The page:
I thought I was writing a libretto about environmental destruction, using a love triangle, a relationship between a man and a tree and a young woman, as a metaphor to explore this. But as I wrote the two themes became so entangled, and now I’m not so sure which is the object, and which is the metaphor. Is it in fact an opera about love using environmental destruction as the metaphor? Or the original concept? Or both simultaneously, working through and with each other? This ambiguity feels meaningful to me.

How did you « actualize » it Ovide’s tales?

C.L. & S.E.: The story is very simple, a love triangle. It is just that one of the members of the triangle turns into a tree... The humans that love her are her husband (unfortunately, a Forester) and a Student, who is staying with them in their forest to undertake research. Formally, the piece is a series of scenes separated by a chorus of trees, The Forest. I wanted to gesture to the ancient Greek theatre chorus, to the ancient Greek myths at the heart of Ovid’s tales. The chorus tells of creation and destruction, of our world as it was formed after the melt of the last ice age, through 10,000 years into a devastated future. Conversely, the scenes are intense and intimate, concerned with the characters’ feelings and fears and desires. In that sense it is an opera that speaks on both an epic and a human scale, just like Ovid’s Metamorphoses.

What are your feeling about the involvement of the artist in society and about the role of art in it?

C.L.: Increasingly cynical...

S.E.: Artists are often the people on the outside looking in. The role of their art is to reflect. But it is not a mirror. We try to create worlds by exploring new feelings, analysing perspectives. The stories we tell, the worlds we build, are as diverse as the societies we are a part of.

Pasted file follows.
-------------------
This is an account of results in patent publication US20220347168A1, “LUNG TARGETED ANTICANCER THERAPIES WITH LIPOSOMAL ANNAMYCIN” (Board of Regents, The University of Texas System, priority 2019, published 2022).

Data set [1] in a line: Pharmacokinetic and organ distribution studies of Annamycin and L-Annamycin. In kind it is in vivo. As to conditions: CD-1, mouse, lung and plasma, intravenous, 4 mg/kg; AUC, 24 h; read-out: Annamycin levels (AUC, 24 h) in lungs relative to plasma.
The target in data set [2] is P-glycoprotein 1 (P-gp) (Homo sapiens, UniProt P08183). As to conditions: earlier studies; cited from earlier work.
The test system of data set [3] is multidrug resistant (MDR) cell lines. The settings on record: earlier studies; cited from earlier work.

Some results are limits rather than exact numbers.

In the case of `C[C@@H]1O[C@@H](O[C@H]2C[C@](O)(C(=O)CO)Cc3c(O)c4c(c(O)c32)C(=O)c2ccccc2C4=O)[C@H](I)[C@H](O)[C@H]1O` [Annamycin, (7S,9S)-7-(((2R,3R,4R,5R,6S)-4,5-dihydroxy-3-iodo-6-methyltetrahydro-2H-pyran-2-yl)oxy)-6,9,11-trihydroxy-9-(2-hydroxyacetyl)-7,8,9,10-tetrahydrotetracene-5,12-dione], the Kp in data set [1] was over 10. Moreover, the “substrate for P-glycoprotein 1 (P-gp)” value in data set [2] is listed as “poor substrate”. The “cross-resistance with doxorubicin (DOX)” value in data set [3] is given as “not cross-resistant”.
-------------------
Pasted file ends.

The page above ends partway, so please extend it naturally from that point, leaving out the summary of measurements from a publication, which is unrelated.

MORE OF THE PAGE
Are you deliberately addressing political or societal issues? And, if so, do you have the feeling that it has an impact of our society?

C.L.: Well, I always find this question a little strange because political and societal issues begin at the point of commission. Who gets to make work and why is the first question. And what kind of work ‘they’ are then permitted to make is the second. So, politics and society are already impacting on the process, and vice versa, before you have even started to write. In my personal opinion, any idea of ‘Art’ as some kind of pure and abstract thing is systemically silly, even dishonest.
On the other hand, I don’t set out to address political or societal issues, I don’t sit down and think ‘this is a topical issue, I’m going to write about it.’ Execution is as important to me as subject matter; form is as important as content. How you tell a story is as significant as what you are saying. But there are many different ways of making theatre, and I’m not really of the opinion that one way is ‘better’ than another way. It takes many kinds of work to create a diverse and healthy culture, and a diverse and healthy culture will have the most impact on society.